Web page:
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Market Wrap

Entry Point?

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        11-30-99           High     Low    Volume Advances Decline
DOW    10877.80 -  70.10 11045.50 10873.60   966,560k 1,590  1,516
Nasdaq  3336.16 -  85.21  3424.61  3326.53 1,544,763k 1,823  2,339
S&P-100  738.74 -  10.55   751.51   737.71    Totals  3,413  3,855
S&P-500 1389.07 -  18.76  1410.59  1386.95            46.9%  53.1%
$RUT     454.08 -   2.87   456.95   452.39
$TRAN   2909.72 +   9.53  2933.99  2899.91
VIX       24.95 +   1.26    25.29    23.36
Put/Call Ratio       .53

Entry Point?

Now don't start whining about the drop in the markets today. We have been warning for some time that the Nasdaq will eventually pull back on profit taking. I have mentioned several times that the week after Thanksgiving would be stressful. Historically this week is a pause to refresh from a fourth quarter rally.

On Sunday I suggested that a Nasdaq dip this week should be a buying opportunity. If you bought the dip yesterday then you are not a happy camper today. The -40 Nasdaq drop yesterday was only a teaser for what was to come. The -50 point drop this morning was the second act. The Dow was in rally mode and prepared to run into December and at +80 most of the morning it held the Nasdaq to a minimum loss. Unfortunately the top heavy Nasdaq was just too much for the Dow to support and the bleeding began in earnest around noon. The Nasdaq closed -85 at 3336 just +16 points from the next support level.

The Dow fought valiantly to stay above 11,000 but it was not going to happen. After the profit taking on the Dow yesterday it was ready to roll today even after negative inflation reports this morning. This was a good sign and should help us going forward.

The Nasdaq was up over +500 points in November and we have now given back -133 points in just two days. It is amazing how quickly traders can go from feast to famine. The Nasdaq was setting records every day and many traders were buying at any cost to prevent the tech rally from leaving them behind. Suddenly traders are fleeing in disgust and frustration. Hopefully OIN readers were ready to exit when the selling started and also are ready to re-enter when the rebound starts.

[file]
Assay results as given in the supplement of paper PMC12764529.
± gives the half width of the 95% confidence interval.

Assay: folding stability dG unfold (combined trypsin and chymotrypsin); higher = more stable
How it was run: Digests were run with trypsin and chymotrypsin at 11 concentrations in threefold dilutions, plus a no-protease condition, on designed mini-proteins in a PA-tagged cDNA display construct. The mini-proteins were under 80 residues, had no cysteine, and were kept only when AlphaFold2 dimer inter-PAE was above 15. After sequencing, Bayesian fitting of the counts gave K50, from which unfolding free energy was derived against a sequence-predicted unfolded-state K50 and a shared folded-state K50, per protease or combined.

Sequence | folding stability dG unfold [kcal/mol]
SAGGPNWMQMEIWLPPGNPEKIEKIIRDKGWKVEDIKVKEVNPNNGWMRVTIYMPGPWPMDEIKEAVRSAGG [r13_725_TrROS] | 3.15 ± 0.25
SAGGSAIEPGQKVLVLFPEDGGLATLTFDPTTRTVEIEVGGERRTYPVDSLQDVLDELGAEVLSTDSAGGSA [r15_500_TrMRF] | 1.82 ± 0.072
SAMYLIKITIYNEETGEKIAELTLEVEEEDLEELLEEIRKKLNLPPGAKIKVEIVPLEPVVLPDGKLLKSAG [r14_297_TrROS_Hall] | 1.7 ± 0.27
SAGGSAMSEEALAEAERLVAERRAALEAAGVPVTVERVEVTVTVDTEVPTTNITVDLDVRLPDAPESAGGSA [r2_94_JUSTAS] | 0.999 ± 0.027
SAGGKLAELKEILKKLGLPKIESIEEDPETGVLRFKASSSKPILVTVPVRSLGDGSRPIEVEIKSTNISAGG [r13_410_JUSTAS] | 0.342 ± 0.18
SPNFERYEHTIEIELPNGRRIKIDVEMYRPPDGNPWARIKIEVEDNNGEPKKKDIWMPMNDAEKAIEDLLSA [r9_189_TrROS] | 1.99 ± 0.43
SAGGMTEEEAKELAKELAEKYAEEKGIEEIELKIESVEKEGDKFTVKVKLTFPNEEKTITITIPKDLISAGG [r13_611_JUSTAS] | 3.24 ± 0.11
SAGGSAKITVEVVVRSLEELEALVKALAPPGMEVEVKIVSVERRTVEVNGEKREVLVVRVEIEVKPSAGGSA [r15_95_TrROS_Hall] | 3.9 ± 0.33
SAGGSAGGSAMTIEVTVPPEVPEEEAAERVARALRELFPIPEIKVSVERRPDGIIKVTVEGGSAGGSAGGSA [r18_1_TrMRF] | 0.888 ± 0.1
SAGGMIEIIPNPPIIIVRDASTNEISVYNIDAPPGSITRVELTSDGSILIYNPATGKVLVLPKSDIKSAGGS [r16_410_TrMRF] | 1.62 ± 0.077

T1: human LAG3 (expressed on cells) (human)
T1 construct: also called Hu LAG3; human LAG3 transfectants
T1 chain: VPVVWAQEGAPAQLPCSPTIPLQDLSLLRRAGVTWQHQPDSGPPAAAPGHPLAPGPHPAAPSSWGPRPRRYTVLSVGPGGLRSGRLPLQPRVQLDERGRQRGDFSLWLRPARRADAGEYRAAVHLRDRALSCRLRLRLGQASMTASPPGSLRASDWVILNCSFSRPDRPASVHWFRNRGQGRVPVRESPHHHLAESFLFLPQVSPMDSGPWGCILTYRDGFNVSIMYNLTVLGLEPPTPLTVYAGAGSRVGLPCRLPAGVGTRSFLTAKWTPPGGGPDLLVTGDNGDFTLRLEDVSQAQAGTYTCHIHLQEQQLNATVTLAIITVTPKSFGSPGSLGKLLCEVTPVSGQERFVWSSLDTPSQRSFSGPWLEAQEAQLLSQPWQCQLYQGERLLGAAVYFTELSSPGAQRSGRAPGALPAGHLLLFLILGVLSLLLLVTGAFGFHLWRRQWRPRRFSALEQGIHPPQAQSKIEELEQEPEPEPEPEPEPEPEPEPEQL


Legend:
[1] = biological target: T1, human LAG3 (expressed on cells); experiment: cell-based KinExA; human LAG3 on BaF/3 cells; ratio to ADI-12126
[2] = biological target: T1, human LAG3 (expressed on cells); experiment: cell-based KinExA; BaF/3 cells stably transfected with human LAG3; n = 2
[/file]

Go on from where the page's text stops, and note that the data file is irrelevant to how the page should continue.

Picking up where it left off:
The NASDAQ's next level of support at 3320 could be just the next stop in a larger drop. In my worst case scenario I have 3200 as the bottom but I do not see this happening. With the -133 point we have already dropped -3.8%. Analysts only expect a -5% (3295) to -7% (3225)drop in total. I think the bullish sentiment of the Nasdaq has not stopped. This is just the profit taking we have been expecting. The money is still coming off the sidelines and the smart money is just waiting for a sign that the bottom has been reached.

The talking heads on CNBC never cease to amaze me. For the last two weeks they have been citing worries from traders that the Nasdaq had gone too far too fast and was due for a pull back anytime soon. Today they are uncovering rocks everywhere they go to "find out what is driving this market down." Every reason under the sun was used as the selling excuse today.

1. Year end portfolio adjustments.
2. Tax loss selling.
3. End of November portfolio adjustments.
4. Hedge fund selling/shorting.
5. Y2K concerns.
6. Fund managers locking in their yearly bonuses.
7. Traders off for Y2K (see below)
8. Profit taking?

There are many traders and fund staff off this week. Their employers refused to let everyone off the normal week between Christmas and New Years and gave them this week instead. From the volume in the markets it does not appear they were missed!

Fortunately those of us who study the market, instead of just report it, know that December is historically the third best month for gains. There is actually an old saying about the late November. "Bears have Thanksgiving, Bulls have December." So let the profit taking continue because the selling builds a better base for the December rally.

The economic reports for the day consisted of the Chicago Purchasing Manager Report which came in at 56.8. The highlight of course was the prices paid component which zoomed from 65.4 in Oct to 70.9 today. Inflation anyone? Secondly the consumer confidence index soared as well for the first time in five months. Consumers are less afraid of Y2K, fully employed, and with the Fed is on hold until next year their retirement accounts are safe. Tomorrow will bring the NAPM report which should reflect the Chicago numbers today. A higher prices paid component will impact bonds and indirectly the market. Should the component be magically the same or lower then we could see a firming in the market. I do not however see any major rebound until after the Non-Farm Payrolls on Friday. With rumors that unemployment could possibly have fallen to something under 4%, traders will not want to make any big bets until the smoke clears. As a side note, did you notice that the advances beat the decliners on the NYSE today by a margin of 1597 to 1513? It was not a big win but with strong volume of 953 million shares it shows that the internals may be improving. This could be the first sign of any December strength.